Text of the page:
In the final communique issued at the end of the 2021 NATO summit, alliance leaders reiterated that as previous statements had indicated, “Ukraine will become a member of the Alliance with the Membership Action Plan.” Days later, as they had done in 2008, the Kremlin warned that Ukrainian entry into NATO was a “red line” that would result in unspecified actions.

Ignoring Moscow, Brussels announced in August that in response “to the Russia-Ukraine conflict, NATO has reinforced its support for capability development and capacity-building in Ukraine.” In response, Putin again said any moves to build capacity in Ukraine would be a “red line.”  Earlier in 2021 Russia had massed over 100,000 troops near the Ukraine border but did little more than posture. Now, following NATO’s capacity-building plans, Russia is again building up troops opposite Ukraine towards an unknown purpose.

What Happens Next?

Without any question, it is in America’s interest for any sovereign nation, anywhere in the world, to remain free and democratic. Washington wants Kiev to remain free of Russian pressure, military or otherwise.

But preferences alone are not enough to build policies. Cold, hard reality must form our strategy. In considering how far the U.S. should go in support of Ukraine must be founded on an accurate assessment of how we can best secure America’s interests.

Central to that calculation must be the overriding imperative that our primary objectives must be avoiding unnecessary war with Russia and the preservation of peace in Europe.

Whether we like it or not, Moscow considers having a NATO military member on its border as an existential threat and evidence suggests they are willing to go to war to prevent it.

The cold, hard fact is that Ukraine is not a member of NATO and thus does not have Article 5 security guarantees. We should not extend such guarantees.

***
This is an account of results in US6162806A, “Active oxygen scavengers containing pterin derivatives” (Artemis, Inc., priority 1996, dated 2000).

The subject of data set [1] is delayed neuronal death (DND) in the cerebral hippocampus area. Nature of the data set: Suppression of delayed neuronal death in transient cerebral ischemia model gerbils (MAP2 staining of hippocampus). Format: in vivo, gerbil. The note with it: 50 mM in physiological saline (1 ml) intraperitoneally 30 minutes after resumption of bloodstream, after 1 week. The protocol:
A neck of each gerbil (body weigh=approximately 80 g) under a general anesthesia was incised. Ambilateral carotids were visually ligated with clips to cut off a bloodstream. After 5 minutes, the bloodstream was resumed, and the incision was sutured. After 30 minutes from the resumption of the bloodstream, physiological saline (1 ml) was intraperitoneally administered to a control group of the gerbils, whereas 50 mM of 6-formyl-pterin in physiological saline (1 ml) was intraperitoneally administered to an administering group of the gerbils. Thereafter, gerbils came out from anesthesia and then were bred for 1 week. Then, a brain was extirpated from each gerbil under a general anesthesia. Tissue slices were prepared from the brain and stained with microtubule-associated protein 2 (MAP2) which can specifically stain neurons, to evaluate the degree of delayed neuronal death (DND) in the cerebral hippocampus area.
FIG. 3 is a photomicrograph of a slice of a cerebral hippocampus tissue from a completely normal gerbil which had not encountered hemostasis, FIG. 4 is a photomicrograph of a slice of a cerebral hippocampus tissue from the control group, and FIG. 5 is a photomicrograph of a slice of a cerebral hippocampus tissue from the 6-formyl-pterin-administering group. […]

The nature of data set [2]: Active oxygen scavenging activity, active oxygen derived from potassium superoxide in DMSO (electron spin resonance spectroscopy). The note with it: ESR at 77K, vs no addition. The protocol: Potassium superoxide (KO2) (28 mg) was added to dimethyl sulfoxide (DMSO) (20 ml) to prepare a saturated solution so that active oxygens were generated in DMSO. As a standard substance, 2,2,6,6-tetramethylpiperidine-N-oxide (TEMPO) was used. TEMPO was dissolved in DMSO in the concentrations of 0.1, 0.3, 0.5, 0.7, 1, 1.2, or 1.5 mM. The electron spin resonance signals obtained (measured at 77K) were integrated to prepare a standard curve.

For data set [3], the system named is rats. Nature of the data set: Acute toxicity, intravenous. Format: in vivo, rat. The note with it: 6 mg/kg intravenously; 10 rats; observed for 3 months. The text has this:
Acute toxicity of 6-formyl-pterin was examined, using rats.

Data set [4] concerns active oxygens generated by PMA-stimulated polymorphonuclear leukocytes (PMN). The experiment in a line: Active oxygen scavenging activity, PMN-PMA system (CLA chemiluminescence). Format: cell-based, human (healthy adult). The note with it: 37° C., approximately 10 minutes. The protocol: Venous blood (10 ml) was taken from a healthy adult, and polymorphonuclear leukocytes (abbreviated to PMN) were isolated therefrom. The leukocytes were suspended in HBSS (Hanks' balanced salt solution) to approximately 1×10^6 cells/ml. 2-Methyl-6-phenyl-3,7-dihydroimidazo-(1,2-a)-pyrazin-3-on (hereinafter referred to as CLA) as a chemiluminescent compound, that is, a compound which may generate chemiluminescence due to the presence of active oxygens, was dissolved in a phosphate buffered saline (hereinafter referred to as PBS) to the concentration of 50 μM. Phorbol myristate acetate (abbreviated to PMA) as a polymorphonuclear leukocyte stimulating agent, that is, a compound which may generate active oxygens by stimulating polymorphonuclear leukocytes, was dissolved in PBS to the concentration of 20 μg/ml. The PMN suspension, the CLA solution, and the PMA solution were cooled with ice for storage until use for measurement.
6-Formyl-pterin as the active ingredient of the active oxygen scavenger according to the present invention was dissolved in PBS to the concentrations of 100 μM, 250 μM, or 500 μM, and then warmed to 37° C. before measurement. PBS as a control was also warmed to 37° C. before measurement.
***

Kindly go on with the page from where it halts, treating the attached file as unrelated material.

Today, Russian combat troops are in or near both Georgia and Ukraine. Putin has demonstrated he is willing to fight to preserve his borders. Our compelling obligations are to preserve peace in Europe for our treaty allies, and forcing NATO membership for Ukraine is likely to undermine that objective, not make Europe safer.

If the U.S. and NATO push too hard in militarily supporting Ukraine, the chances for war will continue to increase. If we instead encourage Kiev to make whatever accommodation it must with Moscow – while maintaining our Article 5 obligations to current NATO treaty partners – then there will be no war. If we ignore reality and push on trying to attain our preferred outcome, the chances of war with Russia increase to dangerous levels.

Daniel L. Davis is a Senior Fellow for Defense Priorities and a former Lt. Col. in the U.S. Army who deployed into combat zones four times. He is the author of “The Eleventh Hour in 2020 America.” Follow him @DanielLDavis1

Written By

Daniel L. Davis is a Senior Fellow for Defense Priorities and a former Lt. Col. in the U.S. Army who deployed into combat zones four times. He is the author of “The Eleventh Hour in 2020 America.” Follow him @DanielLDavis1.